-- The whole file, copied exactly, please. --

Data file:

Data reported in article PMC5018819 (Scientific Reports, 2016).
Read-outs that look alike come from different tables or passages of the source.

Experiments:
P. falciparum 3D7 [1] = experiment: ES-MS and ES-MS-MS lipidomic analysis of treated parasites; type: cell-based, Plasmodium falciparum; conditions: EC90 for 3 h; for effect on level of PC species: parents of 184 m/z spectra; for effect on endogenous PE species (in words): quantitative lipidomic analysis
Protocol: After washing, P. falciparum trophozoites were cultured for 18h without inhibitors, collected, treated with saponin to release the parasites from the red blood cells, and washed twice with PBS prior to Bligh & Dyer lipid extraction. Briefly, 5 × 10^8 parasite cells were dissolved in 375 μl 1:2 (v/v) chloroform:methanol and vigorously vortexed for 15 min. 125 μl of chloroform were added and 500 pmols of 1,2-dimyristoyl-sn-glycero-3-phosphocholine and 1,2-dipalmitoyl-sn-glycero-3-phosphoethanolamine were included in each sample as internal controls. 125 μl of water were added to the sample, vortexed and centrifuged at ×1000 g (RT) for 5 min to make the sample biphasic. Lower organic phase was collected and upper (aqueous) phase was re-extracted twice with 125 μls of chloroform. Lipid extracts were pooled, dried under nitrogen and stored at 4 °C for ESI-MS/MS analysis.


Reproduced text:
Data reported in article PMC5018819 (Scientific Reports, 2016).
Read-outs that look alike come from different tables or passages of the source.

Experiments:
P. falciparum 3D7 [1] = experiment: ES-MS and ES-MS-MS lipidomic analysis of treated parasites; type: cell-based, Plasmodium falciparum; conditions: EC90 for 3 h; for effect on level of PC species: parents of 184 m/z spectra; for effect on endogenous PE species (in words): quantitative lipidomic analysis
Protocol: After washing, P. falciparum trophozoites were cultured for 18h without inhibitors, collected, treated with saponin to release the parasites from the red blood cells, and washed twice with PBS prior to Bligh & Dyer lipid extraction. Briefly, 5 × 10^8 parasite cells were dissolved in 375 μl 1:2 (v/v) chloroform:methanol and vigorously vortexed for 15 min. 125 μl of chloroform were added and 500 pmols of 1,2-dimyristoyl-sn-glycero-3-phosphocholine and 1,2-dipalmitoyl-sn-glycero-3-phosphoethanolamine were included in each sample as internal controls. 125 μl of water were added to the sample, vortexed and centrifuged at ×1000 g (RT) for 5 min to make the sample biphasic. Lower organic phase was collected and upper (aqueous) phase was re-extracted twice with 125 μls of chloroform. Lipid extracts were pooled, dried under nitrogen and stored at 4 °C for ESI-MS/MS analysis.